I swapped the noisy streets of London, for a quiet and peaceful wander in the V and A Museum. If there’s a place I continuously find myself returning to, then it’s the V and A. The familiarity of reaching the beetling museum quarter feels like home every time I walk out of the tunnel at South Kensington station. I accessed the museum through its main rotating doors on Cromwell Road, under the watchful eyes of prominent figures, carved above the entrance arch. Once inside the welcoming atmosphere, I was greeted by the stretched arms of security guards, ready to check my bags (safety first).
The wonderment begins in the central lobby just before entering any of the galleries. Here I found many other visitors gazing up with their phones raised towards the ceiling, taking worms-eye-view pictures of Dale Chihuly’s enormous glass chandelier; hanging from the three-story-high dome.
Walking on I headed straight for the shop just opposite the reception desk (my shopaholic instincts kicking in). A trip to a museum isn’t complete until I’ve spent some quality time in the gift store. On a daily, their queues exceed further than those for exhibitions (depending on what expo it is). They’re stocked with must-have limited edition prints, fancy collectables and stylish homewares. With one longing gaze at the creative biscuit tins and my camera was out.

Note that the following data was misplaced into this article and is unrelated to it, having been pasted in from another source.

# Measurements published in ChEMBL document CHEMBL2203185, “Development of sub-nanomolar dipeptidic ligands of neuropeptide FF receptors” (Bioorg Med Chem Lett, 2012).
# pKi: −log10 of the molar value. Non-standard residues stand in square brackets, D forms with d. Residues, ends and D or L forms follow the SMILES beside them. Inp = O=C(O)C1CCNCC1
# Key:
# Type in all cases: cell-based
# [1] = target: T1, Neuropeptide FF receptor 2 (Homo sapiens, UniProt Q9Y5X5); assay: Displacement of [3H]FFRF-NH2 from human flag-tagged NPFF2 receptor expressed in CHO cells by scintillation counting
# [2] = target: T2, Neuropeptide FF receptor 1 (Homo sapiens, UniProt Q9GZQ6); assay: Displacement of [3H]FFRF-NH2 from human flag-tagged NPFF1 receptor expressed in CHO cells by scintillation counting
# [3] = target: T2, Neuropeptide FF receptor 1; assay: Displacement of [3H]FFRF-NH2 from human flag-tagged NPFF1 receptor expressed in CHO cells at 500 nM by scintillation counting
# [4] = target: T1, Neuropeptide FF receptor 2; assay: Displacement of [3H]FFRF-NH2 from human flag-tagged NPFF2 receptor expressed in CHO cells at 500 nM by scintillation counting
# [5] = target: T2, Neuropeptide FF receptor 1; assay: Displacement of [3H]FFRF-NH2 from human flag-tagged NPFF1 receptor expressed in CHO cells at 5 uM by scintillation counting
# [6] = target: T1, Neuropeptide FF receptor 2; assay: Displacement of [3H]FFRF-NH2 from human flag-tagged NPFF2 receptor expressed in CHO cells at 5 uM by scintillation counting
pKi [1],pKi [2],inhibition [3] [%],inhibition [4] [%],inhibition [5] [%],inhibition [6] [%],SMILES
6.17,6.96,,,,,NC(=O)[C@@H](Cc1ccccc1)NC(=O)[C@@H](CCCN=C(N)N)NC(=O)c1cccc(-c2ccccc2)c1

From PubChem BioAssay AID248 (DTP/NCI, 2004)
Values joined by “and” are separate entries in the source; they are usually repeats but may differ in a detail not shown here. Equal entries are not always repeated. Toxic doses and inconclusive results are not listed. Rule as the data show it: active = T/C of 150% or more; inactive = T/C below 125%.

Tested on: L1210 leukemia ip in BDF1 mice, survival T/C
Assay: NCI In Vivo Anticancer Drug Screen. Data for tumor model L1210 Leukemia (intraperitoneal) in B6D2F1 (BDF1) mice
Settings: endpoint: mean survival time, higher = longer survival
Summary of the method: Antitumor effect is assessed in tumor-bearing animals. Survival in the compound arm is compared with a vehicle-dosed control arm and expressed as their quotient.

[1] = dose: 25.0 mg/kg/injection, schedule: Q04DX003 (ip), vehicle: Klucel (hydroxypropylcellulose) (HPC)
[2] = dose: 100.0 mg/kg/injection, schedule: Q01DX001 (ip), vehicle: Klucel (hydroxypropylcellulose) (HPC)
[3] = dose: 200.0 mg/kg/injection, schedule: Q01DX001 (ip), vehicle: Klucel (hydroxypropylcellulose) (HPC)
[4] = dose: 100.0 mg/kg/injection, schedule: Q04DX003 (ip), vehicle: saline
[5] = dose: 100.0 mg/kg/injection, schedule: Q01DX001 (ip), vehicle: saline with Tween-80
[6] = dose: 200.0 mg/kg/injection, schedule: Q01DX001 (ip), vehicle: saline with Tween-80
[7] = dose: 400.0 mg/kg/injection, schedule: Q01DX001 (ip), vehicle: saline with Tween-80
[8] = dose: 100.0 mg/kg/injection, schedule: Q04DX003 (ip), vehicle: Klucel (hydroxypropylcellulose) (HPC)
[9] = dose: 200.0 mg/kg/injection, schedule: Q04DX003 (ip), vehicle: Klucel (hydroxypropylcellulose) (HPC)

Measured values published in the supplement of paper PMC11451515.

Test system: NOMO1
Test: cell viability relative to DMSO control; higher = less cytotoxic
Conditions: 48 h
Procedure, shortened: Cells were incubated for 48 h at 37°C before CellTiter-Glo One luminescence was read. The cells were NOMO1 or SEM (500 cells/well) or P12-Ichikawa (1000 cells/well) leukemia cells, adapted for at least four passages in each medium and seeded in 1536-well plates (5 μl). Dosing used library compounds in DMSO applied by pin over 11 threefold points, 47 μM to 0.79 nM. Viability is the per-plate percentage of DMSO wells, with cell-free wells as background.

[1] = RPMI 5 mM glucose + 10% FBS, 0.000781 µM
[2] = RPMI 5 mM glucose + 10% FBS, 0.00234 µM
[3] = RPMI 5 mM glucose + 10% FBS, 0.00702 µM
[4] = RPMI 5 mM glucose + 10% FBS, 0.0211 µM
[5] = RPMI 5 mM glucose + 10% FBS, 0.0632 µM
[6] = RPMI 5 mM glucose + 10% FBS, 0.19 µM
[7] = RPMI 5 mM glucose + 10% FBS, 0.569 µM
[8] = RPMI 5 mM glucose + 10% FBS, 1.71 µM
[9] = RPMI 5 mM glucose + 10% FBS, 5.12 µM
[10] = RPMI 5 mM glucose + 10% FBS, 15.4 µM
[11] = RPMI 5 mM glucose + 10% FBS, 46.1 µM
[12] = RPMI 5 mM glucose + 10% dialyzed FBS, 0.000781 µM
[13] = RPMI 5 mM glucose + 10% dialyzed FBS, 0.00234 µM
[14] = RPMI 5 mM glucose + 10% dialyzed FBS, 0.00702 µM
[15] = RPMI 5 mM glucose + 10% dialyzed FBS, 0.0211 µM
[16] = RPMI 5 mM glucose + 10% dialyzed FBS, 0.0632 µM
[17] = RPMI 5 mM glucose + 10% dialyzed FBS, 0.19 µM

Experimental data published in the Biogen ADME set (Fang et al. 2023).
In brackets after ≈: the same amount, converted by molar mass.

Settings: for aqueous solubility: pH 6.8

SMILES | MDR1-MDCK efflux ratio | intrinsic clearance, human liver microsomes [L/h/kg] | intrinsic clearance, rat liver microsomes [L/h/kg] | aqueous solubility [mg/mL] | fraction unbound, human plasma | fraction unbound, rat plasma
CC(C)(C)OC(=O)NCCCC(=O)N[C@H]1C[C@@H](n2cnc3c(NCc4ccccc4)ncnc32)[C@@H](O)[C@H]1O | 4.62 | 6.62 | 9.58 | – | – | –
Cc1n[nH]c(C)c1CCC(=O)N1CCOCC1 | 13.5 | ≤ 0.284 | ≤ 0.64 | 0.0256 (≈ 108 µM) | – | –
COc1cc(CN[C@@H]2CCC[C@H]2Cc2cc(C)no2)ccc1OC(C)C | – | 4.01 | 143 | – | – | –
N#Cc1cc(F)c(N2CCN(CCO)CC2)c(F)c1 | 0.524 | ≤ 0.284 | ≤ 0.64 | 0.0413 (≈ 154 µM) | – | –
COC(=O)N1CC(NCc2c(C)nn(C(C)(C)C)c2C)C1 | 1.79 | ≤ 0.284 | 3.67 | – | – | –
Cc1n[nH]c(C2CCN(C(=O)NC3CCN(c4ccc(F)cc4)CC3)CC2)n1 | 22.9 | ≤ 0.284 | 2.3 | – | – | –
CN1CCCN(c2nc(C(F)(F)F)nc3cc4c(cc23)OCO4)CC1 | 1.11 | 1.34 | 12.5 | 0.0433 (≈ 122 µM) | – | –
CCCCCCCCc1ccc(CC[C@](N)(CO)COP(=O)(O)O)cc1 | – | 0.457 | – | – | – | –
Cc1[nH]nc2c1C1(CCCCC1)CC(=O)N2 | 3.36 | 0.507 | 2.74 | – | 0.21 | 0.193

Just to the left of the shop is the Islamic Middle Eastern gallery. I made my way towards the centre of the gallery, walking around one of the largest carpets I or even the world has ever seen. Concealed within an un-reflective glass case, the low ceiling container is only lit for 10 minutes every half an hour to preserve the carpets rich colours. Reading a little background history of the carpet, I learnt William Morris had described it as a “singular perfection, logically and consistently beautiful”. Indeed it is.
The rest of the gallery is an assortment of themes. With the broad use of Arabic script found on ornaments and architectural tiles. The collections span from Europe to the Middle East and North Africa. Lush techniques differed through regions, interconnecting cultures into a memorable chorus. Here I got to admire giant pages augmented with monumental calligraphy. A towering minbar (mosque-pulpit) featuring maze-like geometry. Vibrant tilework of all shapes and sizes, behind which lie mathematical aesthetics. And, other fine craftsmanship.
Hours later I Left the Islamic Art gallery to ponder through the rest of the museum, sadly not making it to all the corners. There are many halls and rooms to see, enough to take up the whole afternoon. That being said, one visit is never enough. A second trip is definitely in the plans, this time to spend a little more time in the exquisite cafe.